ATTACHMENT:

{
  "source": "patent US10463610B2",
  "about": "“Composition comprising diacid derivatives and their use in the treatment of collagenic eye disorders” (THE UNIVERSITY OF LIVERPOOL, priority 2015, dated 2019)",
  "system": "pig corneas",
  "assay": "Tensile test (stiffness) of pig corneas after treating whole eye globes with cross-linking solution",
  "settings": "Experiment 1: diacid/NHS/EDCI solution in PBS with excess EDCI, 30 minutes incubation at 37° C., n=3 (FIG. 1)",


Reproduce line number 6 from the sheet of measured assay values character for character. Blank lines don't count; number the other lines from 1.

  "settings": "Experiment 1: diacid/NHS/EDCI solution in PBS with excess EDCI, 30 minutes incubation at 37° C., n=3 (FIG. 1)",